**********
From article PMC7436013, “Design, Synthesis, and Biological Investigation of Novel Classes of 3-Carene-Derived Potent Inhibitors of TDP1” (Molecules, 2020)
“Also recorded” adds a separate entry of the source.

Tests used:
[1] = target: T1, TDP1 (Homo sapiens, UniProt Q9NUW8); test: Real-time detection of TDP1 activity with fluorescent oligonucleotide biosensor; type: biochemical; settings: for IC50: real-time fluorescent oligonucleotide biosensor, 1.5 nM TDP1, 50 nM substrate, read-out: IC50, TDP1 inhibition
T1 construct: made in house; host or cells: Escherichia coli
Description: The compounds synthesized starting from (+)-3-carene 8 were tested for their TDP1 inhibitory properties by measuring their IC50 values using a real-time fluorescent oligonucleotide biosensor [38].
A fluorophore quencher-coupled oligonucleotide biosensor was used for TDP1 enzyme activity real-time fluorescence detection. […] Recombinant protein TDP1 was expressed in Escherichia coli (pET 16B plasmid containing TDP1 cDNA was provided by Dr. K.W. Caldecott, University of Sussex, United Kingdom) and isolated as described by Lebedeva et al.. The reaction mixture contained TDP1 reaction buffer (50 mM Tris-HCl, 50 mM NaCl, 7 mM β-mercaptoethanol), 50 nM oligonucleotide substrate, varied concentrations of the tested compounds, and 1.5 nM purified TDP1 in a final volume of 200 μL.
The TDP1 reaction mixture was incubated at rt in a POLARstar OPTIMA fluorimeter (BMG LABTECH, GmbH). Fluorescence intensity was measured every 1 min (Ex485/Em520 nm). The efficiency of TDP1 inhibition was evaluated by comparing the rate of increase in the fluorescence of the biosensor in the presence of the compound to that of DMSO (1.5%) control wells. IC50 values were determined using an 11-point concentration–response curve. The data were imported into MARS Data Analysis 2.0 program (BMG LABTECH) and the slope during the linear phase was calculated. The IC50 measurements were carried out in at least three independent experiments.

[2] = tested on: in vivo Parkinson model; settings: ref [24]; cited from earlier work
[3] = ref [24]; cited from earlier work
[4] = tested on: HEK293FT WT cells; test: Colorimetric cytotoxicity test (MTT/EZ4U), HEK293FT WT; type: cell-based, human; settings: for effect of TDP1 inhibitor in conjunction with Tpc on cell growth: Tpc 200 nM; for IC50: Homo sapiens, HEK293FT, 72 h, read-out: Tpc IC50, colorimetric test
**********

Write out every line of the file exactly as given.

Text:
From article PMC7436013, “Design, Synthesis, and Biological Investigation of Novel Classes of 3-Carene-Derived Potent Inhibitors of TDP1” (Molecules, 2020)
“Also recorded” adds a separate entry of the source.

Tests used:
[1] = target: T1, TDP1 (Homo sapiens, UniProt Q9NUW8); test: Real-time detection of TDP1 activity with fluorescent oligonucleotide biosensor; type: biochemical; settings: for IC50: real-time fluorescent oligonucleotide biosensor, 1.5 nM TDP1, 50 nM substrate, read-out: IC50, TDP1 inhibition
T1 construct: made in house; host or cells: Escherichia coli
Description: The compounds synthesized starting from (+)-3-carene 8 were tested for their TDP1 inhibitory properties by measuring their IC50 values using a real-time fluorescent oligonucleotide biosensor [38].
A fluorophore quencher-coupled oligonucleotide biosensor was used for TDP1 enzyme activity real-time fluorescence detection. […] Recombinant protein TDP1 was expressed in Escherichia coli (pET 16B plasmid containing TDP1 cDNA was provided by Dr. K.W. Caldecott, University of Sussex, United Kingdom) and isolated as described by Lebedeva et al.. The reaction mixture contained TDP1 reaction buffer (50 mM Tris-HCl, 50 mM NaCl, 7 mM β-mercaptoethanol), 50 nM oligonucleotide substrate, varied concentrations of the tested compounds, and 1.5 nM purified TDP1 in a final volume of 200 μL.
The TDP1 reaction mixture was incubated at rt in a POLARstar OPTIMA fluorimeter (BMG LABTECH, GmbH). Fluorescence intensity was measured every 1 min (Ex485/Em520 nm). The efficiency of TDP1 inhibition was evaluated by comparing the rate of increase in the fluorescence of the biosensor in the presence of the compound to that of DMSO (1.5%) control wells. IC50 values were determined using an 11-point concentration–response curve. The data were imported into MARS Data Analysis 2.0 program (BMG LABTECH) and the slope during the linear phase was calculated. The IC50 measurements were carried out in at least three independent experiments.

[2] = tested on: in vivo Parkinson model; settings: ref [24]; cited from earlier work
[3] = ref [24]; cited from earlier work
[4] = tested on: HEK293FT WT cells; test: Colorimetric cytotoxicity test (MTT/EZ4U), HEK293FT WT; type: cell-based, human; settings: for effect of TDP1 inhibitor in conjunction with Tpc on cell growth: Tpc 200 nM; for IC50: Homo sapiens, HEK293FT, 72 h, read-out: Tpc IC50, colorimetric test